What Changes Should I Make to my Running Training Program
Running the Cauvery River Trail - India
I want to improve my arathon time to under 4:45 hours. Given the details below. What changes can I make to achieve this?I started running two years ago, at a late age of 49. I was 78kg then. I am now 75kg. To date I have participated in 2 10k, 2 25k, 2 half marathons, and 2 full marathons. Trained for all of them.
I have been training and participating in 10k, half, and full marathons for the past two years and see some improvments in performance in my 10k and half marathon but am looking for more improvements in the full marathon.
My last marathon was last Sunday and I am planning to run the Rotterdam marathon in about three months' time. I Would be grateful for your expert advice.
Performance improvements over 2 years:
- my 10k timing has improved from 56min(May-2009) to 54min(May-2010)
- my 5k timing has improved from 0:30:00 (Mar-2009) to 0:24:40 (Aug-2010)
- my half marathon has improved from 2:22(Nov-2009) to 2:02 (Nov-2010)
- my full marathon has improved from 5:40(Feb-2010) to 5:18 (Jan-2011)
- The training program broadly consisted of Monday and Thursday as rest days, Tue for slow run 30 to 50 minutes, Wed speed workout for an hour including warm up run for about 10min, Fri cross training
- for Speed workouts I start with 100m repeats (6-8times) and over weeks progress to 400m repeats (6-8 times), fartlek, sometimes hill repeats.
- for x-training, I swim for about 30 to 40 minutes and sometimes I do squats with light weights (5-10kg) about 200 in all - in sets of 50.
My diet: I am vegetarian (no meat, no fish, no eggs) I eat rice, bread, lentils, veggies, fruits and drink plenty of water.Answer by Dominique:
Thanks for your question about your marathon running program.
Well, it looks like you are making very good improvements in all of your distances. Now you want to go from 5:18 to 4:45 or faster. Making a half hour improvement in only three months' time is quite a bit, it will be a challenge, after all it would require you to run about 50 seconds faster per km, the whole marathon through.
It should be within your ability, I think, but improvement does take time.
In addition to that, you have just run a marathon which has got a major impact on your body. Ideally you would take it easy with your running for a few weeks.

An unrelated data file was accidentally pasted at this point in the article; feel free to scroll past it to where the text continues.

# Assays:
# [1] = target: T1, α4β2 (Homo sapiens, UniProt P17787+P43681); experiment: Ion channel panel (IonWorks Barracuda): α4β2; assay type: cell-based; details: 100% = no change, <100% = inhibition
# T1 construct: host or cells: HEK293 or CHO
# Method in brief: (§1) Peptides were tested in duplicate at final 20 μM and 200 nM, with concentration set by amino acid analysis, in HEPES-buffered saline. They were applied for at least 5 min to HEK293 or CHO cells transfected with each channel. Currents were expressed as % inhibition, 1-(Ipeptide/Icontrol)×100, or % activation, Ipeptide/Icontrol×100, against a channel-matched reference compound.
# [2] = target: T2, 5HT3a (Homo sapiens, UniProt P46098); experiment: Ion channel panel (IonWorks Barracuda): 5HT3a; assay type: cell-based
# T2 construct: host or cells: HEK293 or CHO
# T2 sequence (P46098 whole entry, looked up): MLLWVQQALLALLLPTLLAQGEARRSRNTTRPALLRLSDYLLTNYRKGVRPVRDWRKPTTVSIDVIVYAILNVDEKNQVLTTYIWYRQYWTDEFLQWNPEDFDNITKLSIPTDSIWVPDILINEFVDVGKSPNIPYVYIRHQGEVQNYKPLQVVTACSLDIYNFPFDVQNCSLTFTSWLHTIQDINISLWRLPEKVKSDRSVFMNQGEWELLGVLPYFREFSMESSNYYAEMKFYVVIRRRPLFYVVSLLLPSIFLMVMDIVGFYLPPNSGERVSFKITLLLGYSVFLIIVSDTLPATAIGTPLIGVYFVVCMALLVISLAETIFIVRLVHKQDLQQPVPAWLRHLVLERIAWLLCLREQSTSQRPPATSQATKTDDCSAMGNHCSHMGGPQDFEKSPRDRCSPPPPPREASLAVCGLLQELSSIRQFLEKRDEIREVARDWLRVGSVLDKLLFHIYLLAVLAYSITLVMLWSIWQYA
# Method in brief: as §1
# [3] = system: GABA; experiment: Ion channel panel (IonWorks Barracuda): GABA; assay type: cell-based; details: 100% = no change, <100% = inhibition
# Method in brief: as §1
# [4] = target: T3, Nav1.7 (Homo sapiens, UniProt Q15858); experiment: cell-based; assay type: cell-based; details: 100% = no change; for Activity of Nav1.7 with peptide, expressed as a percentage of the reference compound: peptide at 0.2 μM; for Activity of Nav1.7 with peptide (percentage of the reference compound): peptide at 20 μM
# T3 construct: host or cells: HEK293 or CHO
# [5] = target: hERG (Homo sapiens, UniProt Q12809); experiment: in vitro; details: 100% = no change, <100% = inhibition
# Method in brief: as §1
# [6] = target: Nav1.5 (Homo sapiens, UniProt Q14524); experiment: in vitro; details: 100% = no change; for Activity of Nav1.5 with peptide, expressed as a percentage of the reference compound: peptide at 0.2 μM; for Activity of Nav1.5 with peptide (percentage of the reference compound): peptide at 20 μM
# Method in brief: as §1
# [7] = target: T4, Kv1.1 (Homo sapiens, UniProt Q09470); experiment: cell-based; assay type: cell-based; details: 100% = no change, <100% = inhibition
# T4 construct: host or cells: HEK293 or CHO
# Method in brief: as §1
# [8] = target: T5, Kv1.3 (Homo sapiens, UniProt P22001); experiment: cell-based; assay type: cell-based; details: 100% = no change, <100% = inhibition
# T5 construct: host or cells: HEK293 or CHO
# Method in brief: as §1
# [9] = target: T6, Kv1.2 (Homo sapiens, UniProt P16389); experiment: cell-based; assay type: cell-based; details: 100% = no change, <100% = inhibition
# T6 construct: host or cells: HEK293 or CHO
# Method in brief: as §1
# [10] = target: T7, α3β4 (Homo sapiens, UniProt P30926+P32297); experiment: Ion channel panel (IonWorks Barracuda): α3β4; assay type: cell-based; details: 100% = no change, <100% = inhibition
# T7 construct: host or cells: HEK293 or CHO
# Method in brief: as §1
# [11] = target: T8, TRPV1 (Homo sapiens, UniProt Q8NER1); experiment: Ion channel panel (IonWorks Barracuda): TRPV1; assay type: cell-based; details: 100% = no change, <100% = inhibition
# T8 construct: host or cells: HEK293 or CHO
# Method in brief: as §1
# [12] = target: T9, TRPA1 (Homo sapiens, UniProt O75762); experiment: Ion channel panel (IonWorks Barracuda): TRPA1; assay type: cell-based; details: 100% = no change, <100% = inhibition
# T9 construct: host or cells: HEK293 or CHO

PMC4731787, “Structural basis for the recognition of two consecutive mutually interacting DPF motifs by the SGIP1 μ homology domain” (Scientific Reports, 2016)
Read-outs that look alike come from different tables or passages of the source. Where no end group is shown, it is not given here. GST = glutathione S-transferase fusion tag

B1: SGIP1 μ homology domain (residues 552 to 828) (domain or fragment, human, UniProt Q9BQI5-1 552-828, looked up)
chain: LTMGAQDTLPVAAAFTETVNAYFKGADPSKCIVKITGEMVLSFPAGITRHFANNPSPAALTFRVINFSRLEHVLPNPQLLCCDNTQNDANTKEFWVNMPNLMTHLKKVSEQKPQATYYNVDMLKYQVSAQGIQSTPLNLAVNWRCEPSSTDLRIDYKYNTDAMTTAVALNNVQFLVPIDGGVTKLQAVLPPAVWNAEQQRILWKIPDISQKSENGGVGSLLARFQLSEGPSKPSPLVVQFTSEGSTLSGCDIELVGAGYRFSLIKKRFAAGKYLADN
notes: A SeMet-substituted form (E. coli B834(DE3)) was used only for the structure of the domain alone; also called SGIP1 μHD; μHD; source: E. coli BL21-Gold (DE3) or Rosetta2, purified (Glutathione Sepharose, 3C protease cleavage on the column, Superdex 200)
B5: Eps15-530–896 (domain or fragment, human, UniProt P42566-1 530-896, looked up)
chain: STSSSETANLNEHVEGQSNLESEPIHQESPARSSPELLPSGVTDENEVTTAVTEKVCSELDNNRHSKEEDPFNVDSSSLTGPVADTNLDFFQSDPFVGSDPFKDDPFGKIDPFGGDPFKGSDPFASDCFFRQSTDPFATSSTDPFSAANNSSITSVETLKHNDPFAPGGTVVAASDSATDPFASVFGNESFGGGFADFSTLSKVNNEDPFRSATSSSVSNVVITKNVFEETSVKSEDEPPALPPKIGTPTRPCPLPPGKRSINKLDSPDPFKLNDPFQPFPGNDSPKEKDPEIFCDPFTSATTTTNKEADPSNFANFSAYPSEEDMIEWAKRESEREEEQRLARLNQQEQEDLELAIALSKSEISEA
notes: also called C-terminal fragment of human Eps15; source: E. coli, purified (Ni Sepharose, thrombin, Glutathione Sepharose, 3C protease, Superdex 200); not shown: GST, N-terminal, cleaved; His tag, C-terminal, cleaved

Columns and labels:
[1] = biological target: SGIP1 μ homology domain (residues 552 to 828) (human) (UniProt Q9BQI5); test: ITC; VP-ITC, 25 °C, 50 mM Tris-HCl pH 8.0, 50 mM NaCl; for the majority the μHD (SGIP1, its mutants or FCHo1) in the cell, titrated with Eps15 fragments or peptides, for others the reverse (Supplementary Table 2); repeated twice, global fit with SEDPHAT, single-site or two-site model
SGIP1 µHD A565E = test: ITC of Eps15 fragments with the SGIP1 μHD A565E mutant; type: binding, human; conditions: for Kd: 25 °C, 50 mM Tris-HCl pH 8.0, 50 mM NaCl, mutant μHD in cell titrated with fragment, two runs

Having said that, after you have had some rest and are ready for full training again, there are some improvements you can make.
Putting your times in the race conversion calculator
provides an interesting picture:
* Based on your 5k time you should be able to run a marathon within 4 hrs.
* Based on your 10k time your predicted marathon time would be just below 4:10.
* Based on your half marathon time your predicted marathon time is just over 4:10.
These times are quite well aligned, well at least they are in the same ballpark. But you are running the marathon considerably slower at the moment because your training does not appear to be sufficient for a marathon.
Looking at your schedule, I am a little confused about what happens in the weekend. Do you run Saturdays and Sundays as well? If not, then one of the elements I would change is start running on those days as well.
If not at all possible, then I would remove a rest day and start running on at least one of the rest days, considering that Saturday and Sunday would be rest days already.
Ideally you'd be running four days a week at least.
Regardless of whether you run on Saturdays + Sundays, I am not sure if, at this point in time, your current speed sessions will help you to much faster times. There are two reasons:
1) Ideally, marathon speed training is more geared towards longer distances, e.g. mile repeats, not 100m-400m repeats.
2) For a marathon you need to be able to cover distances first and foremost. I would much rather see you focus on increasing the time spent running, than on speed sessions. When trying to increase the time you run, please check out my page about increasing mileage safely
Also consider a run/walk as alternative for the traditional long distance run. I'd recommend 70% of running, 30% of walking which still provides you with the training benefits of a long run, but leaves you less exhausted.
Given the results of the race conversion calculator I would focus much of my marathon training on building your base
It takes a long time to build a base and during that time you will continue to see the improvements from doing base running alone.
As a last piece of advice, in case your April attempt to go sub-4:45 does not work out, I would recommend focusing on the shorter distances first.
Do some more solid base running and work towards faster times on the 5k/10k/half marathon first. Then when you have got some more training under your belt, try again for another marathon in 2012. The chances of a sensational improvement are much higher then.
I hope this provides some food for thought. Wishing you all the best in the Rotterdam marathon.